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During the years of 2006-2010, the California Department of Corrections and Rehabilitation sterilized about 150 women without receiving approval from the state. The sterilization process is also known as tubal ligation; the doctors who performed this procedure were contracted by the CDCR. The doctors were funded through state funds to perform the procedure, with expenses totaling up to $147,460.

The state of California made the practice of forced sterilization on prison inmates (especially those who classify as ‘mentally ill’ and poor) illegal since 1979. Also, it is illegal for prisons to use federal funds to cover the costs of sterilization. Prisons are able to find a loop-hole in this law by allowing doctors to visit inmates. These visitations give doctors the opportunity to seek approval from inmates, even when they are in labor.

A former inmate, Christina Nguyen who worked at Valley State Prison overheard medical staff persuading inmates who had several prison terms to become sterilized: “I was like, ‘Oh my God, that’s not right,’ ” said Nguyen, 28. “Do they think they’re animals, and they don’t want them to breed anymore?”

Inmates told The Sacramento Bee:

Michelle Anderson, who gave birth in December 2006 while at Valley State, said she’d had one prior C-section. Anderson, 44, repeatedly was asked to agree to be sterilized, she said, and was not told what risk factors led to the requests. She refused.

Nikki Montano also had had one C-section before she landed at Valley State in 2008, pregnant and battling drug addiction.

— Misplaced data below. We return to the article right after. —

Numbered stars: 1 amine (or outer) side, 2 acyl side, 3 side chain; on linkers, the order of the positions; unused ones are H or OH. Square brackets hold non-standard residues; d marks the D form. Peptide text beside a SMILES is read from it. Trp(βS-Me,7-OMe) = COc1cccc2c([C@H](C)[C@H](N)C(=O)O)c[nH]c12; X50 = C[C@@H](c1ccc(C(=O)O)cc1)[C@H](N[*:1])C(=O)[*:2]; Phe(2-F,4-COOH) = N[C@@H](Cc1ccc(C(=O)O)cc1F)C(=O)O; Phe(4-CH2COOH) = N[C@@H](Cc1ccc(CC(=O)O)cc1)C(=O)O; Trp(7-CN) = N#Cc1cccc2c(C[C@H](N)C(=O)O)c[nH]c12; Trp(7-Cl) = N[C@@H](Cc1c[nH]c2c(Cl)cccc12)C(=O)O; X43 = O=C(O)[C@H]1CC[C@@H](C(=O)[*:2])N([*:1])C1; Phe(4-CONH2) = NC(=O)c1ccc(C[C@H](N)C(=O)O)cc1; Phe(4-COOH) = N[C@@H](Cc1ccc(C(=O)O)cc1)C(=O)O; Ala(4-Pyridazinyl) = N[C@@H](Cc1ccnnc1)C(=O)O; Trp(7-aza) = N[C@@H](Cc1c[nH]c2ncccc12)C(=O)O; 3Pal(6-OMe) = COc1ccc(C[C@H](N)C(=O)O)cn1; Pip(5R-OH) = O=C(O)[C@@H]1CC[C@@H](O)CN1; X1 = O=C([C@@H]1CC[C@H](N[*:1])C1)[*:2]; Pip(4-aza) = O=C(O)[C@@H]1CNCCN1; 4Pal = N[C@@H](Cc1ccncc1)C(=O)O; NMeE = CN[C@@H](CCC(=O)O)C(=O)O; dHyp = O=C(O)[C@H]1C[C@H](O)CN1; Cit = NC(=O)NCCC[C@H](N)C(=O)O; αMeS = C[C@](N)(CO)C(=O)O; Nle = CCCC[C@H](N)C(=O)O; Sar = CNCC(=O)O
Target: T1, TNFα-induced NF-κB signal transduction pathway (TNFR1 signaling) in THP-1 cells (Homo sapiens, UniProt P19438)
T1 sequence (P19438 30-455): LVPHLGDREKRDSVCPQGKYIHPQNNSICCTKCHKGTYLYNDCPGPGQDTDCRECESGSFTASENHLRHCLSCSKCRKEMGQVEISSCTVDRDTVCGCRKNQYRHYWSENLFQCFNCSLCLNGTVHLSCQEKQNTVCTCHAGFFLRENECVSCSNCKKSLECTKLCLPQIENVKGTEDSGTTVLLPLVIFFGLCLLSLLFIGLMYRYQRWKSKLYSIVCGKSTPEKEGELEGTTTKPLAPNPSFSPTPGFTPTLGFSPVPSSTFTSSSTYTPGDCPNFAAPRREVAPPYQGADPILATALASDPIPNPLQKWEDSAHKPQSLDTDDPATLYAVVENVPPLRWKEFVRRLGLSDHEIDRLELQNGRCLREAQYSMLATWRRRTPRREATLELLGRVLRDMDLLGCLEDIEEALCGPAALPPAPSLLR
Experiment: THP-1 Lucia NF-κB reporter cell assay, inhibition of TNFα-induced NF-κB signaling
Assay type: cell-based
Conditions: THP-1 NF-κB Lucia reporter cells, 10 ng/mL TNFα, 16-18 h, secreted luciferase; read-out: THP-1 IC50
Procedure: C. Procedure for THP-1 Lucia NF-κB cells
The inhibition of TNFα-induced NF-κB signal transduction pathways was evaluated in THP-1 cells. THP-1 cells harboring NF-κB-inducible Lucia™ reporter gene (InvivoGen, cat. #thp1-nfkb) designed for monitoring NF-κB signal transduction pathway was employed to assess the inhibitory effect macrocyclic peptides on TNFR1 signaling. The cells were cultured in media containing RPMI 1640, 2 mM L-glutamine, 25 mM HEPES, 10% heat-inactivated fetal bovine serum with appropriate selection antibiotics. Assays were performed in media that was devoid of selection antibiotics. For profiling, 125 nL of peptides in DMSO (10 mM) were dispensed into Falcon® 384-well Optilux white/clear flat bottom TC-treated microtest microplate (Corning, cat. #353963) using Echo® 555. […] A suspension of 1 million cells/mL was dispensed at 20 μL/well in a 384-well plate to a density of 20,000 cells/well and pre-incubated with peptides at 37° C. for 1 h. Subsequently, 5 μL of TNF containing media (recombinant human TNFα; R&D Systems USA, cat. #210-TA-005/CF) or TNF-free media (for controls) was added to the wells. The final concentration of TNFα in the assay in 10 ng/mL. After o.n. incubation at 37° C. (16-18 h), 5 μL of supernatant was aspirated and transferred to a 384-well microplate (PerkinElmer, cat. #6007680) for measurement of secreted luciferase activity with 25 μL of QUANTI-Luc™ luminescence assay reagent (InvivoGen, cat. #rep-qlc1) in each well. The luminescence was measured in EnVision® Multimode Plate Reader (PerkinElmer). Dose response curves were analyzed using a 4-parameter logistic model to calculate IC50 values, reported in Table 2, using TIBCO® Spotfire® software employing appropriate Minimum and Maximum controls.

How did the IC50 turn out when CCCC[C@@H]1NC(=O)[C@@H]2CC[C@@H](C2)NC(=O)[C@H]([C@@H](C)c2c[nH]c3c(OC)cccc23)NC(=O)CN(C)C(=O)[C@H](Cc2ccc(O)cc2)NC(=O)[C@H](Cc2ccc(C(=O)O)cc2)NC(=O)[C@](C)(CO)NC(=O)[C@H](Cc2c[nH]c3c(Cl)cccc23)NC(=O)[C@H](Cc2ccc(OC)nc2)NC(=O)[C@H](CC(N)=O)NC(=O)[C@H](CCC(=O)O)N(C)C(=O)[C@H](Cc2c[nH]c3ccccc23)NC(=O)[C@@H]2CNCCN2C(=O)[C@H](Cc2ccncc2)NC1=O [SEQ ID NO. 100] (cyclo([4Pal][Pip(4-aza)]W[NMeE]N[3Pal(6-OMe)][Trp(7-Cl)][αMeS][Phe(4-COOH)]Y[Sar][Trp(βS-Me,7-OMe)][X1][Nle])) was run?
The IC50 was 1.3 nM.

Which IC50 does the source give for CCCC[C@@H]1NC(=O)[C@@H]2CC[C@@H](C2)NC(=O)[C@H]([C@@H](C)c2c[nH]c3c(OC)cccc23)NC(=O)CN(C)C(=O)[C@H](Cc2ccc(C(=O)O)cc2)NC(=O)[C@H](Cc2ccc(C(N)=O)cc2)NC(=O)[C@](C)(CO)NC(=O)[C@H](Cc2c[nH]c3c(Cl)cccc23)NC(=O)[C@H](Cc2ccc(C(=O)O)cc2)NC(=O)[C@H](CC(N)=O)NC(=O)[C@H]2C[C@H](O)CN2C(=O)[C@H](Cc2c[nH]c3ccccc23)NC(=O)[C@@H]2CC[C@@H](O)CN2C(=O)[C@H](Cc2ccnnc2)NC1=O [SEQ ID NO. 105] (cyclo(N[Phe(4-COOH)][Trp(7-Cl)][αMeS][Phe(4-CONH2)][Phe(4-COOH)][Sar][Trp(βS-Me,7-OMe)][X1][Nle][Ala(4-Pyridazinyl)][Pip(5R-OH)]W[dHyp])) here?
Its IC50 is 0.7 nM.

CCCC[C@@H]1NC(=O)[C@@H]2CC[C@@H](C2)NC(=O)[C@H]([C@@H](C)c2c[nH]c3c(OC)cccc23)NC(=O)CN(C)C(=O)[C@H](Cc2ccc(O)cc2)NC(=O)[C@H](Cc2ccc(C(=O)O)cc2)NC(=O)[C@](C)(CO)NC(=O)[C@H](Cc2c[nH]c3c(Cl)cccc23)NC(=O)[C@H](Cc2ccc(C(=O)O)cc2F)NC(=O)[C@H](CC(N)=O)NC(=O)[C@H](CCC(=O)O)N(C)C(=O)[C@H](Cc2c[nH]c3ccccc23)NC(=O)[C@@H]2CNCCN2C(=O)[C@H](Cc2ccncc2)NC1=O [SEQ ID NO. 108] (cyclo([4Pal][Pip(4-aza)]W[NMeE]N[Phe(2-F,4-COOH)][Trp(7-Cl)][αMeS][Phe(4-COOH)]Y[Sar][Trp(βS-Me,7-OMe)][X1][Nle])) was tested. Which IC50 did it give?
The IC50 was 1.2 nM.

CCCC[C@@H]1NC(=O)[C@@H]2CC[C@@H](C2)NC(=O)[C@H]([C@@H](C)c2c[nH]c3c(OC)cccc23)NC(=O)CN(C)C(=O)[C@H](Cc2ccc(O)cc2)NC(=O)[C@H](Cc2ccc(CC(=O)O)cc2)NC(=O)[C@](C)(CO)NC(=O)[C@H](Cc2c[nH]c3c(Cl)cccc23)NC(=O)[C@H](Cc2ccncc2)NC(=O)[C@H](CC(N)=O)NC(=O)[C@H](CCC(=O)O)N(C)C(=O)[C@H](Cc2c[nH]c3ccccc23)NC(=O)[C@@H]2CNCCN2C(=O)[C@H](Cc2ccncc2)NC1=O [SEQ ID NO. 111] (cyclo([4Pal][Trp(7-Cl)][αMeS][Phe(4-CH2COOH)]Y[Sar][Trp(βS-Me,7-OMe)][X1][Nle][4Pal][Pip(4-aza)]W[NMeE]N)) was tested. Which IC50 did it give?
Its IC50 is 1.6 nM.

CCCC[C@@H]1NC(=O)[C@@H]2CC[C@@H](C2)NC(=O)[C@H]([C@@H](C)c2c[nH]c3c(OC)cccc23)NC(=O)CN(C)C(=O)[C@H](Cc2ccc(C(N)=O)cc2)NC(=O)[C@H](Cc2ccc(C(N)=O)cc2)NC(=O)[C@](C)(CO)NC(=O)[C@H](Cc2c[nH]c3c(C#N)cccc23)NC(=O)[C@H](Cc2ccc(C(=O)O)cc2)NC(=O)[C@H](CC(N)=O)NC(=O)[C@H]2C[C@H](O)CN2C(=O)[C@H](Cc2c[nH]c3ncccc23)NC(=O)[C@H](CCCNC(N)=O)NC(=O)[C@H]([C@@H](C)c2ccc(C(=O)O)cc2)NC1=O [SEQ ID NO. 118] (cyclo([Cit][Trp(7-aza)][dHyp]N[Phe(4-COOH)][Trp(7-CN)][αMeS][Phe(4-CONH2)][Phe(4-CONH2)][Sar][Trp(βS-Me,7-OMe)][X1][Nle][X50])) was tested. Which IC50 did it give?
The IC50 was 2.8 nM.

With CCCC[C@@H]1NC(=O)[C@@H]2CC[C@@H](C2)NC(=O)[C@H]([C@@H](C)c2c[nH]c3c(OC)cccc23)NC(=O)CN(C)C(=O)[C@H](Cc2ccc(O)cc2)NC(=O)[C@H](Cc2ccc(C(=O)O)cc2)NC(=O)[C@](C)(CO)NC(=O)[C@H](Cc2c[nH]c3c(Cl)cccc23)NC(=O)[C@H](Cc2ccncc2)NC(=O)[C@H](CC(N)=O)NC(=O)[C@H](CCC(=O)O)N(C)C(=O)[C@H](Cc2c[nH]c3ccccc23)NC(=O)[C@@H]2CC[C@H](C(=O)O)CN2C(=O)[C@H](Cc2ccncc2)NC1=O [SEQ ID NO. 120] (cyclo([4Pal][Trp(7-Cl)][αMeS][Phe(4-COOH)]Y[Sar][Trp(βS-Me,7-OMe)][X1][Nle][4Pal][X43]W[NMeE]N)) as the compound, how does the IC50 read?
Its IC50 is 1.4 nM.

Montano, 42, was serving time after pleading guilty to burglary, forgery and receiving stolen property. The mother of seven children, she said neither Heinrich nor the medical staff told her why she needed a tubal ligation.

“I figured that’s just what happens in prison – that that’s the best kind of doctor you’re going get,” Montano said. “He never told me nothing about nothing.”

Although prison and medical staff members told female inmates the sterilization would benefit them health wise, the underlying tone and purpose of the procedure is being used against women who would be labeled as second-class citizens. According to OB-GYN Dr. James Heinrich:

 “I  provided an important service to poor women who faced health risks in future pregnancies because of past Caesarean sections. Over a 10-year period, that isn’t a huge amount of money compared to what you save in welfare paying for these unwanted children – as they procreated more.”

Sterilization goes beyond medical procedures; it becomes a race and economic issue between the upper/lower class. During the mid-twentieth century, sterilization was tested upon African –American and Latino women. The women who were a part of these tests were not told the precautions of sterilization.  At the time most civil-rights leaders claimed sterilization and even birth control was used to regulate or reduce the number  of  births by women of color.

With all the advancements in family planning and contraception, do you think the medical procedure of sterilization should be obsolete?


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